AUTHOR: Dean Austin

Hot tub

During the Fall and Winter Months, Keep Home Electrical Safety in Mind When Using Hot Tubs and Spas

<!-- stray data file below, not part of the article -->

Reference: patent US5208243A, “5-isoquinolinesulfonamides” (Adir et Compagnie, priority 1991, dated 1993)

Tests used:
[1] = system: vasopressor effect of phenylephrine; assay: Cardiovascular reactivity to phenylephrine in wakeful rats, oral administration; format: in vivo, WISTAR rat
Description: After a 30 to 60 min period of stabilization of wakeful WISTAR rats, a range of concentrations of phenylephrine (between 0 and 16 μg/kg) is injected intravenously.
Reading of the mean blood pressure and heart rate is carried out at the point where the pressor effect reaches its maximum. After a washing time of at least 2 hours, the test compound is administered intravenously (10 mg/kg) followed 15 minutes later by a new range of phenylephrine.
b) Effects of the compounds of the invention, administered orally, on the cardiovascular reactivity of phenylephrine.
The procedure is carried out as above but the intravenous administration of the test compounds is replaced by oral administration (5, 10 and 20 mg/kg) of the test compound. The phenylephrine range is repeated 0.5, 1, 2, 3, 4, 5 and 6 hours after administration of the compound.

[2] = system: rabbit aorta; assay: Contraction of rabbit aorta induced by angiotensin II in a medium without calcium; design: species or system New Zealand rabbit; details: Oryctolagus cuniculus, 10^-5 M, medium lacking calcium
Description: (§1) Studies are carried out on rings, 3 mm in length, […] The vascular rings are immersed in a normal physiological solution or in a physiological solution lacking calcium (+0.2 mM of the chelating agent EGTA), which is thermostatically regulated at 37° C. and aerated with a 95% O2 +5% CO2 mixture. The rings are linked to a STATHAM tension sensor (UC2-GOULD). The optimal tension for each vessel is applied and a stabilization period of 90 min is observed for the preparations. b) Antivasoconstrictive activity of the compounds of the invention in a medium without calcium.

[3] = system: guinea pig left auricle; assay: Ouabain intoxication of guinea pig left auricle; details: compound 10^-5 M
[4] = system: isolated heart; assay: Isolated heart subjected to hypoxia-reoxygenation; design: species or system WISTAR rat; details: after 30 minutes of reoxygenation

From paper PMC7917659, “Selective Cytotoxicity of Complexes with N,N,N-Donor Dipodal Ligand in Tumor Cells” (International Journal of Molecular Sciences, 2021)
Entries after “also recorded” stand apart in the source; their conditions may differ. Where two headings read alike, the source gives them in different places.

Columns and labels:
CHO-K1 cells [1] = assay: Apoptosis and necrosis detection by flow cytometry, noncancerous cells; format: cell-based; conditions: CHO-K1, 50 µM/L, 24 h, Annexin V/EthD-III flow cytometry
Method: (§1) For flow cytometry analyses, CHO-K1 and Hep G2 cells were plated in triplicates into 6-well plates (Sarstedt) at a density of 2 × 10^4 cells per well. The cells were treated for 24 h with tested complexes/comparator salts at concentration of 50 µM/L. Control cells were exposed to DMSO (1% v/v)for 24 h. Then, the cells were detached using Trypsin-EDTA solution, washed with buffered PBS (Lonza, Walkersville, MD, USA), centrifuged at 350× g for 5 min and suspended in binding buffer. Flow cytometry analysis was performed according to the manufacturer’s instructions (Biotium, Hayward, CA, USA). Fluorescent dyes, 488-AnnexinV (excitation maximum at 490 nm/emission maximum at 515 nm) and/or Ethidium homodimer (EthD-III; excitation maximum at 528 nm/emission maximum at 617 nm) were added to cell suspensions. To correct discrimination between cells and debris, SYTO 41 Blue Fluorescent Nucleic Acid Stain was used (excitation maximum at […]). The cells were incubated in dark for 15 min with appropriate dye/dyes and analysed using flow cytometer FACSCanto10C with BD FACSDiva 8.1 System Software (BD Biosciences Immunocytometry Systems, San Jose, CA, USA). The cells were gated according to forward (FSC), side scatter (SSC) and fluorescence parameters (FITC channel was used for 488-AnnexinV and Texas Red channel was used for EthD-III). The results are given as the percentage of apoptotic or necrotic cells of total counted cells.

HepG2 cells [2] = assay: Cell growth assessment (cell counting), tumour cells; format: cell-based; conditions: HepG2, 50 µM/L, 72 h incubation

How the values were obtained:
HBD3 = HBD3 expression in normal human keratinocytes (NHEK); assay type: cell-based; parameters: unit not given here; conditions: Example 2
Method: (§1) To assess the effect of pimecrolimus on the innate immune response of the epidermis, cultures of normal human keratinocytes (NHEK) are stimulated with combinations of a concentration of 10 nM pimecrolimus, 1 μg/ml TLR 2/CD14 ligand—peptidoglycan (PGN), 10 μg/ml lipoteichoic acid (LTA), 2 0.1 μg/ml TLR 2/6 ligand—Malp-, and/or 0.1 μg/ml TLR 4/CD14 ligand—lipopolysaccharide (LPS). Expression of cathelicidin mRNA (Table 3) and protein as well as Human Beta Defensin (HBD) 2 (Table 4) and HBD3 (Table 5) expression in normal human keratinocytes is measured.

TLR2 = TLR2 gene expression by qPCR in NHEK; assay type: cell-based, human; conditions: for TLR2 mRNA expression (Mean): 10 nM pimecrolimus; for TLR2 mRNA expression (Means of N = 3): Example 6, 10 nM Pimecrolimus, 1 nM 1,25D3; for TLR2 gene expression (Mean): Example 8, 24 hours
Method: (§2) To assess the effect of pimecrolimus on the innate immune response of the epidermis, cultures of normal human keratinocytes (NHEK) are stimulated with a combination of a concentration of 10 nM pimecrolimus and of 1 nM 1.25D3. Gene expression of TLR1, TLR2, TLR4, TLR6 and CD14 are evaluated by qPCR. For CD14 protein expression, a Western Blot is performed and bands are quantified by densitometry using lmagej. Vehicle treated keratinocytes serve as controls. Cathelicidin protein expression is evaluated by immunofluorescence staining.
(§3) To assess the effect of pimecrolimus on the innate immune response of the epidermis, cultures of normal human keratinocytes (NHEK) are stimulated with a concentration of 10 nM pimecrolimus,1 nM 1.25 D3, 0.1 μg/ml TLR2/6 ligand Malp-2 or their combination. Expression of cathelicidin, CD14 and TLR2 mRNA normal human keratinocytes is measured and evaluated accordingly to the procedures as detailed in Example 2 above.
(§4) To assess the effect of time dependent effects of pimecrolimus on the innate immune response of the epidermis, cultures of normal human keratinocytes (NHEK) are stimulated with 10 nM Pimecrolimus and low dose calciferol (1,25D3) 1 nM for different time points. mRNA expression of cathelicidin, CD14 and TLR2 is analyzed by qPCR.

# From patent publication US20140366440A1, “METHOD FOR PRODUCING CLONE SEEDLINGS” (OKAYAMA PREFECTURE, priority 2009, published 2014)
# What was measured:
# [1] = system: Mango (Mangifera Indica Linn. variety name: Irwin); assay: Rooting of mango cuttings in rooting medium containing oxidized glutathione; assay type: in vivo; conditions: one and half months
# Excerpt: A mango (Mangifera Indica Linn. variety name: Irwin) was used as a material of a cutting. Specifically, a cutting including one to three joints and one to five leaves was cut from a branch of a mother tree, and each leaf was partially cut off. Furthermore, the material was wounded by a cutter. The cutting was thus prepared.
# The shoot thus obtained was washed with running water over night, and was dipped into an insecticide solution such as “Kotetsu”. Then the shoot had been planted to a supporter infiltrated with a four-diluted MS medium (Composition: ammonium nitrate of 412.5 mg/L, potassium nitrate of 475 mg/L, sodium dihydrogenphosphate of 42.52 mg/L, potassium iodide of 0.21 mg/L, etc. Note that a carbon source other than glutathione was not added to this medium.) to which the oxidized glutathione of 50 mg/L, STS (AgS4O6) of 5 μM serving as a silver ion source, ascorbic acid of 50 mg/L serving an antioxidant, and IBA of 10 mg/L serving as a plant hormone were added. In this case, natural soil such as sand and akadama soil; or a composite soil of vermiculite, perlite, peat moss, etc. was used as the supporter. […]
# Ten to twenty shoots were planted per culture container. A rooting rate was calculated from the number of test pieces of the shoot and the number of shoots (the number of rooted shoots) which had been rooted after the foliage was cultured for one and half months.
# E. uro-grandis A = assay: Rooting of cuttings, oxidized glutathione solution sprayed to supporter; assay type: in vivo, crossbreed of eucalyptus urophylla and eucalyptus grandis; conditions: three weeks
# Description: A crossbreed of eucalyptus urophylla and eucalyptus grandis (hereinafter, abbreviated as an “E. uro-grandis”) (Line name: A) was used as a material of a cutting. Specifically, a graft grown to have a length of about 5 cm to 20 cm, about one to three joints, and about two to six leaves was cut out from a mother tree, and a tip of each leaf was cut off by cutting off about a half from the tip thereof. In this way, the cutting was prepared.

With the cooler weather upon us as we head into November, many of us will be thinking about using our hot tubs more frequently. You may be thinking your hot tub is in the same condition as the last time you used it. But are you sure? It’s important to remember that time and weather can affect a hot tub’s performance. A very well-known fact is time ages everything, including hot tubs, no matter if they are installed indoors or out. Hot tubs get old and the internal equipment may stop working. Outdoor hot tub installations have an added challenge of being exposed to the sun’s ultraviolet (UV) light and other element’s including rain and snow. UV light is known to increase the aging process on exposed non-metallic electrical equipment associated with the hot tub while rain and snow affect the metallic components. Other influencers that increase the decay of hot tub equipment is the chlorine or bromine in the water that can cause corrosion in or on metal motor parts, electrical equipment, electrical terminals, and electrical conductors. So, when was the last time you inspected the motor, terminations, bonding connections, or tested the ground-fault circuit interrupter (GFCI) protection? You may be thinking, I didn’t know I needed to check my tub in this way. Why do I have to check that stuff? But remember time and weather have adverse impact on all things, especially hot tubs and associated electrical equipment. Because corrosion may cause malfunctions in electronic components within the National Electrical Code® (NEC®), section 680.44 required GFCI breakers, and they should be tested regularly according to the manufacturer’s installation instructions. Those instructions also cover the approved method for testing the GFCI breaker. These are simple and easy tests that homeowners can do to determine if the hot tub is safe. The usual test method includes: Push the colored test button on the breaker body which should move the breaker handle to the middle position. If the handle doesn’t move, or trip, contact a qualified electrician to replace the GFCI breaker. A breaker handle that does move to the middle position is correctly operating. Reset the GFCI breaker by rotating the handle completely to the “off” position and then rotate back to the “on” position. A properly functioning GFCI breaker can prevent high leakage current into the hot tub water that could result in an unfortunate electrical shock drowning (ESD) incident. Terminations are another critical component of the electrical equipment installation. The NEC®, section 110.14, requires all conductors to be torqued tight in accordance with the manufacturer’s installation instructions and not the ole tight as I can make it method. To check the terminations, you must remove the access panel cover on the hot tub skirting and look inside to see the wires landed on the exposed terminals, such as the bonding terminal, which is frequently found on the exterior of the hot tub’s control box. If there is a bonding conductor installed under the perimeter surface this is where it would be terminated. Look to see if there is greenish colored corrosion around the terminal and the copper conductor. Any corrosion around a terminal or conductor can interfere with the performance of that bonding system and should have maintenance done to remove the corrosion. Other terminations that should be inspected periodically by a qualified electrician are within the hot tub disconnect, hot tub control box, and service or feeder panel. Typically, hot tubs are installed utilizing non-metallic conduits because of their corrosion resistance, but those raceways are not immune to the effects of UV light and may become brittle, breaking down over time. Inspect these components for cracks, separation, broken supports, and any exposed wiring that looks out of place. As a homeowner, if you do run across any breakdown in the wiring methods used to energize your hot tub, or if you’re unsure about any of these inspection points, contact a qualified electrician to conduct the appropriate inspections and/or make the necessary repairs. Failure to do so could result in a malfunction of a necessary component and cause a shock or ground-fault. Hot tubs are a great place to relax and unwind if they are kept in good repair. Remember to test your GFCI protection and keep an eye on the other components for deterioration. Delaying maintenance could be a bigger problem in the end. For more information and resources about hot tub and spa safety, visit the NFPA electrical safety around water web page.